tach can fail to indicate plugging of the air path, at least to some
    extent. The ol' metal strip switch can be designed so that it does
    indicate that situation.

    Regards, Joerg
     
  8. N. Thornton

    N. Thornton Guest

    compare 2 thermistors, one in peak airflow, one not.

    I dont know either. In case you get stuck it might be poss to add
    another lil PCB to detect the fan frequency from its current waveform,
    and turn that into something that will feed your existing 3 wire PCB.
    I know its not what you want, just felt like saying it anyway... not
    sure why. Good luck.


    Regards, NT
     
  9. Bob Wilson

    Bob Wilson Guest


    What fails in almost all cases is the bearings. Assuming that the fan in
    question has ball bearings, you might consider bonding a small transducer such
    as the type if electret microphone used in cell phones to the frame of the fan.

    Ball bearings get increasingly noisy as they wear out. Monitoring the bearing
    noise may help predict approaching failure.

    Sleeve bearings used in el-cheapo fans will also become noisier,but it is not
    as pronounced.

    Bob.
     
  10. Hello Bob..... long time no see.

    I did a major replacement exercise on equipment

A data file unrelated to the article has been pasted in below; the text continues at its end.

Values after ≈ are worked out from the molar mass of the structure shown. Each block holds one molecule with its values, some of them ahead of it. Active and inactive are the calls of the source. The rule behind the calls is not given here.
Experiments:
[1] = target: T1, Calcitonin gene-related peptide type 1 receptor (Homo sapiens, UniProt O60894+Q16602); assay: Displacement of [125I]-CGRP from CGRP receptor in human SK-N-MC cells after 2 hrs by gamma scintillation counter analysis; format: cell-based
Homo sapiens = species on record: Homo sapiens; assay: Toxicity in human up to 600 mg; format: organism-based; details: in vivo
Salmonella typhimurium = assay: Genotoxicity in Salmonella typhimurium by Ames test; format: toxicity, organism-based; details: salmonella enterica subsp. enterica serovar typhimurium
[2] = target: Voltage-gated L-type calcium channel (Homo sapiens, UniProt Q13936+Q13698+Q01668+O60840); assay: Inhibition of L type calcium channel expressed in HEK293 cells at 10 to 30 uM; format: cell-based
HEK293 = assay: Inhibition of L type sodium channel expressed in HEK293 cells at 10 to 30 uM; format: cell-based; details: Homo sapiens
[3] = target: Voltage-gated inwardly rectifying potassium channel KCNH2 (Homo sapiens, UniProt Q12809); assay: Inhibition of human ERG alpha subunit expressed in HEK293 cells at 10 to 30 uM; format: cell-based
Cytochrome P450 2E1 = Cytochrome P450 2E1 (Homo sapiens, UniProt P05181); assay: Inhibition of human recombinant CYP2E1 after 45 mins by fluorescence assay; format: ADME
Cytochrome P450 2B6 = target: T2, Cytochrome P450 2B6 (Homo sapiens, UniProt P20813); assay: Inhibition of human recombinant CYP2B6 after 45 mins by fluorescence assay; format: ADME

fans a couple of years ago. In all cases it was
    the thrust bearing (or rubbishy thrust washer)
    that had failed, allowing the rotor to approach
    the stator, and start to mill away the stator's
    epoxy encapsulation.

    Oddly enough the rotor spun easily by hand, and it
    was impossible to push the rotor inwards enough to
    make it bind on the stator. But power a fan up, and
    the electromagnetic inward-pull on the rotor would
    immediately force it onto the stator.
     
  11. Bob Wilson

    Bob Wilson Guest


    Hi Tony,

    Yeah, I though it was about time to put in an appearance :)

    Your comment about the thrust washer implies that these fans were
    plain bearing types, since ball bearings don't require a separate
    thrust washer or bearing. My comments were directed to ball bearing
    fans, since they are more reliable in general, and the OP seemed to
    be interested in reliability.

    You're right that plain-thust-bearings (little more than washers)
    are the weak point of non-ball-bearing fans. This is because there
    is no hydrodynamic "wedge" of oil that can be built up to separate
    the rotating and non-rotating surfaces (as there is with a
    cylindrical plain bearing).

    Interestingly, several fan companies (e.g. panasonic, and others)
    have patented their versions of a specially-shaped plain thust
    bearing that tries to produce the above hydrodynamic wedge effect.
    The results claimed are that they have an equivilent life to ball
    bearing fans, and they are quieter and cheaper.

    Bob.